There were a few times this past year that imposter syndrome hit me pretty hard. Like any first-year PhD student, I was struggling to keep up with classes, get enough sleep, and maintain a semblance of a social life. Naturally, squeezing in time for the most open-ended of tasks, research, felt overwhelming, so I started to doubt myself. In one such moment, I wrote this down:

Realizing the extent of what you don’t know is exciting, but also overwhelming, terrifying, and paralyzing.

That was it. That’s still it. Granted, a PhD has many challenges beyond open-ended research. Work-life balance immediately comes to mind. But I think the biggest intellectual challenge of this job is that there’s no predetermined answer to the questions you’re asking. There may not be an answer.

A PhD is a difficult balancing act. In my experience it’s surprisingly easy to shift to extremes. One moment you’re mired in the minutiae of a technical problem, the next you’re pondering the shared future of cognitive science and artificial intelligence. In the past year, this high-variance lifestyle exacerbated the extremes in my personality, particularly with imposter syndrome. Each time I realized the extent of what I didn’t know, I doubted myself as a scientist a little more.

I don’t claim to have solved imposter syndrome, but a few recurring themes have nudged me toward balance. The first is recognizing what affects my self-confidence. I’ve learned that while external validation doesn’t motivate me much, criticism (external invalidation?) significantly discourages me. Knowing this helps me root-cause in times that I feel demoralized.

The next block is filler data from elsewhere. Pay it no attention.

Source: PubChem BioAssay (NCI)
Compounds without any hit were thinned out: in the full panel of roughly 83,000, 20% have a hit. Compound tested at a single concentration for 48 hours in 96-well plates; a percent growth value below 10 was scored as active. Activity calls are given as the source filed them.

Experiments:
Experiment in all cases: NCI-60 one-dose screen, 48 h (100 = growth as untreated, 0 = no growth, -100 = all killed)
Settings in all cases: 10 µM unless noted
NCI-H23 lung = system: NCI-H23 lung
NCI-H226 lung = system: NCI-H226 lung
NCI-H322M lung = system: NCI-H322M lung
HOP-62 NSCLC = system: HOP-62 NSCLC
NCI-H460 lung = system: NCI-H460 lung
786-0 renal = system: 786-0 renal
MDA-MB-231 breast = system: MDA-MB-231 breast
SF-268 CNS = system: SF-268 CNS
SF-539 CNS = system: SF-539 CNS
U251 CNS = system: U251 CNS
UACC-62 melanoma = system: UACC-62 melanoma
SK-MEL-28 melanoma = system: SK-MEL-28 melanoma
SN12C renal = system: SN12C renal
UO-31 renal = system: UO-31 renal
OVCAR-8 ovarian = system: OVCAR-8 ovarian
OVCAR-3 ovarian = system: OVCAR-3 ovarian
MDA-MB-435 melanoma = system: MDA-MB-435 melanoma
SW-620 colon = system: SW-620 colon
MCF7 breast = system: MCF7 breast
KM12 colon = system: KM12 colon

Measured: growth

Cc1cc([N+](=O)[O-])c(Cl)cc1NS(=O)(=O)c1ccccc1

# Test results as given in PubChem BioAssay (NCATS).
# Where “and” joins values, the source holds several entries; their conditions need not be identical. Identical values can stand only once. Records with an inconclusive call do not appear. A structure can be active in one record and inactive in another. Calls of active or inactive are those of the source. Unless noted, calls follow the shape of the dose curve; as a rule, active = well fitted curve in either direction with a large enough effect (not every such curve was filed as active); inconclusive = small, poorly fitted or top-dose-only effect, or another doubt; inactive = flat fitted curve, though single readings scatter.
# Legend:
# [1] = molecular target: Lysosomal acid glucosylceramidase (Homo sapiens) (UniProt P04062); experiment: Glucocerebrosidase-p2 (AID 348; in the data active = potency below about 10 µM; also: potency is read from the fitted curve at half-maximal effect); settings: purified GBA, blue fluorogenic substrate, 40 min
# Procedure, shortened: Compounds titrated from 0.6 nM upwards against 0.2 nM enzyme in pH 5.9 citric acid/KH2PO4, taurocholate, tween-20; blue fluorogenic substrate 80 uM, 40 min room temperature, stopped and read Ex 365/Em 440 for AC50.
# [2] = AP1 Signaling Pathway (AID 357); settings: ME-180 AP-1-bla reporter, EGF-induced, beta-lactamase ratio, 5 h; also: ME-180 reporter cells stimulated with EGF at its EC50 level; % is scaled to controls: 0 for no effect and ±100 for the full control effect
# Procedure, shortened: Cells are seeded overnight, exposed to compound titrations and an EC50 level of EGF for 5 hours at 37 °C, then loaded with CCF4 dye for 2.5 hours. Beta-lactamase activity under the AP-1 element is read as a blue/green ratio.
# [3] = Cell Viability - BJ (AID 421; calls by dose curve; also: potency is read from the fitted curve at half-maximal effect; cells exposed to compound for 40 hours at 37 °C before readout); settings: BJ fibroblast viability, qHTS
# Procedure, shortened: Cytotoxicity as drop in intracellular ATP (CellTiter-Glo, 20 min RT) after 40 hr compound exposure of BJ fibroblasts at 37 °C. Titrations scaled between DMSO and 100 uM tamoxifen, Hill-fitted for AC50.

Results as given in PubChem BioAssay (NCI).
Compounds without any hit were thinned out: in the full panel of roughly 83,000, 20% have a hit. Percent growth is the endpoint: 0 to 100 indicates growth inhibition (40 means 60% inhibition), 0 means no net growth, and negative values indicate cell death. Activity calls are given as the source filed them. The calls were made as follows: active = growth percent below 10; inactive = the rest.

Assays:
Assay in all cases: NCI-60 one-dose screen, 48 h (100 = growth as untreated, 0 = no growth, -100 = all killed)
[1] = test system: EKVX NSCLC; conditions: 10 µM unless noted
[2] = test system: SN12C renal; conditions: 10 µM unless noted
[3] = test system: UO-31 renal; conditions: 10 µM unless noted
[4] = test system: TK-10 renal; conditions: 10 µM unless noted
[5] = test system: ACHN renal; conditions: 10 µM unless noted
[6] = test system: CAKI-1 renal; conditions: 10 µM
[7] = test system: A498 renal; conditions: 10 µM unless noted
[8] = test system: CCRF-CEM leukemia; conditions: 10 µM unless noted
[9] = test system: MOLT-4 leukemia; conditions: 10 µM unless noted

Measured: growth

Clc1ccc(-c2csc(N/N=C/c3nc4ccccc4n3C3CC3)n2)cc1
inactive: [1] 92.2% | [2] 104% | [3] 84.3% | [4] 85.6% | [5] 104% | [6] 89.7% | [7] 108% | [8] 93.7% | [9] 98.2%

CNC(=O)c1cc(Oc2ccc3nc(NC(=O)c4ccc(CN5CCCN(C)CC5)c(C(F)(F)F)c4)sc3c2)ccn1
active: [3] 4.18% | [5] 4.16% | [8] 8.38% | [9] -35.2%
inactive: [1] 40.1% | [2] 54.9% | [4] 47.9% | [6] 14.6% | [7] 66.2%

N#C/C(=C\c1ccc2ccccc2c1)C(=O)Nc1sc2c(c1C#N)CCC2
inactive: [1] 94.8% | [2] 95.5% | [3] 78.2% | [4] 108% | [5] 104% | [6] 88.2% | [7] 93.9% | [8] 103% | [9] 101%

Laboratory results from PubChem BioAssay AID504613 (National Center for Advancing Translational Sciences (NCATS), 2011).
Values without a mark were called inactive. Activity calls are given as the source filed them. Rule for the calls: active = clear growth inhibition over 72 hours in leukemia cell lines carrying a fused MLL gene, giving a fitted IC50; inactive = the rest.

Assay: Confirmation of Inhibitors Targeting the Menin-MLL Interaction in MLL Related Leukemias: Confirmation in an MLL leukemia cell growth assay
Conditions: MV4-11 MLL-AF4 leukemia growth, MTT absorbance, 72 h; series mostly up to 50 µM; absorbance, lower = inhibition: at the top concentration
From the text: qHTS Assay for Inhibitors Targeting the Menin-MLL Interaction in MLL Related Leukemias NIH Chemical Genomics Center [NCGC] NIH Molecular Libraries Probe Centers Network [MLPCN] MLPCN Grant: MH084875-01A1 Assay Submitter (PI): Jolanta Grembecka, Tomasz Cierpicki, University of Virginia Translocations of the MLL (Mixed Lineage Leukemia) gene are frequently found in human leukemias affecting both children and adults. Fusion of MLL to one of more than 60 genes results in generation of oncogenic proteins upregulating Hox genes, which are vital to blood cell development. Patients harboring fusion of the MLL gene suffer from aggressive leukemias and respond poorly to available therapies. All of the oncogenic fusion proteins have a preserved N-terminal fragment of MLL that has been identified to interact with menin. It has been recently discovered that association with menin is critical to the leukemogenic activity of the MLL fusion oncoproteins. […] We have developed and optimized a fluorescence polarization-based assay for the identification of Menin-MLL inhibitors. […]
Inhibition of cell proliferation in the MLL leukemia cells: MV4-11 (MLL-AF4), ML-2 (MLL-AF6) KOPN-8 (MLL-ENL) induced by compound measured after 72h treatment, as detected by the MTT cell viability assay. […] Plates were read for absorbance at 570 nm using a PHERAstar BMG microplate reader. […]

I’ve also identified personal patterns of high and low productivity. As a CS PhD student it’s easy to feel guilty about not getting enough done because you have “free time” — fewer classes than in college and (usually) no imposed work hours. That said, you can’t use all that free time toward getting more done. It’s not physically or mentally possible. When I realized this, I stopped feeling bad about times of low productivity and stopped forcing myself to work in times of low productivity. The least productive time for me is after lunch in the afternoon. Fortunately, my schedule is flexible enough that I can pick my work hours, an amazing (and unique) benefit of doing a PhD in CS.

I learned the importance of reaching out to other current and former graduate students. I did my undergrad at Michigan. When I started my PhD, I felt kind of disconnected from the other PhD students who were new to Ann Arbor. But even though I didn’t need help picking classes or finding the best restaurants in town, I was still a new graduate student. I did need people who I could relate to about the unique experience that is a PhD in computer science. In fact, some of my favorite memories from this year were at low-key gatherings for Michigan grad students, like ECSEL’s socials and roundtables.

Finally, to some degree, I stopped listening to others’ advice. Paradoxical indeed. Seriously, though, I believe that the best evidence to cherry-pick is anecdotal advice from others. No one else has it all figured out. Even if they do, they’re not you, right?

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